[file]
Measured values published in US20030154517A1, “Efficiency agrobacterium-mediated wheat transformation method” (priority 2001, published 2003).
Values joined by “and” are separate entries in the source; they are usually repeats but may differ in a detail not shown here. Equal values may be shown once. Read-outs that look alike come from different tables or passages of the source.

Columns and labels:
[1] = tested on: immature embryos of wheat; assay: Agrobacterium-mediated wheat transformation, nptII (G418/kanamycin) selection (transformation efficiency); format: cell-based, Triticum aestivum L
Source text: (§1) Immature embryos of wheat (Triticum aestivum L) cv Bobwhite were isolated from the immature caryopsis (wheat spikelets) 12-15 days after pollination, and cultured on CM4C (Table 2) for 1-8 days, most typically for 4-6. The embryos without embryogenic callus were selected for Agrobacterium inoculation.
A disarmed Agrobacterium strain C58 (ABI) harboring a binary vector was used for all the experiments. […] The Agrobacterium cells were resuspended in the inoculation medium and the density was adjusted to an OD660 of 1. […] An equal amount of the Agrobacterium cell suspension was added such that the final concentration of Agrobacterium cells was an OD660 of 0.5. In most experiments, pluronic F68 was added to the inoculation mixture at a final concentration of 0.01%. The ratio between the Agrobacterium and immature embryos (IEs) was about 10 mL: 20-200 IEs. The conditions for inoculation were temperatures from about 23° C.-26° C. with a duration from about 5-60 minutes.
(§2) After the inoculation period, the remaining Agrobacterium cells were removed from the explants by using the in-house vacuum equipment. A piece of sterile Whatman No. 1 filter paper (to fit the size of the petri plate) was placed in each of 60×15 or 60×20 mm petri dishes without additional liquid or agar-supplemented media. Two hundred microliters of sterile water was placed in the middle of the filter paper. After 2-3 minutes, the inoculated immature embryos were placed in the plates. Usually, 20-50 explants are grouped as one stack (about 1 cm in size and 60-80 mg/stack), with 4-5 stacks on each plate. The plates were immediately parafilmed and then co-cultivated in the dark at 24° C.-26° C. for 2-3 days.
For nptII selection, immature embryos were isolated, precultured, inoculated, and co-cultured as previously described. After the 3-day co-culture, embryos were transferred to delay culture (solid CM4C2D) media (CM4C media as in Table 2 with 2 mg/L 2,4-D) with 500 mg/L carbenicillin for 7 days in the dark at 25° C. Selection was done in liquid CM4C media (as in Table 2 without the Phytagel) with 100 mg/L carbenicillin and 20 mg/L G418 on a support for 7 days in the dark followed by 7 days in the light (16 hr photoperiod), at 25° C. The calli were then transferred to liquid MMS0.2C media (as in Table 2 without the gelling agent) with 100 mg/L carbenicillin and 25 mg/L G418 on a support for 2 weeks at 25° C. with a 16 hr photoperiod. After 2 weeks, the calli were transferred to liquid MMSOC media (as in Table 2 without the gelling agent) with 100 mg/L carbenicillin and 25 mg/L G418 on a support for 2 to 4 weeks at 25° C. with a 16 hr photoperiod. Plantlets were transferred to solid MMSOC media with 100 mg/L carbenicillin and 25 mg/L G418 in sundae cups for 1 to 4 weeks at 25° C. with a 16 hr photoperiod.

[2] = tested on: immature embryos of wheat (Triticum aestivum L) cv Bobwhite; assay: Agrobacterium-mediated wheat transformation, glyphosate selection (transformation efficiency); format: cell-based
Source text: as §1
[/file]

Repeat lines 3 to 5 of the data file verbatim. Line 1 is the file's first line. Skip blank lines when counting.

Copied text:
Columns and labels:
[1] = tested on: immature embryos of wheat; assay: Agrobacterium-mediated wheat transformation, nptII (G418/kanamycin) selection (transformation efficiency); format: cell-based, Triticum aestivum L
Source text: (§1) Immature embryos of wheat (Triticum aestivum L) cv Bobwhite were isolated from the immature caryopsis (wheat spikelets) 12-15 days after pollination, and cultured on CM4C (Table 2) for 1-8 days, most typically for 4-6. The embryos without embryogenic callus were selected for Agrobacterium inoculation.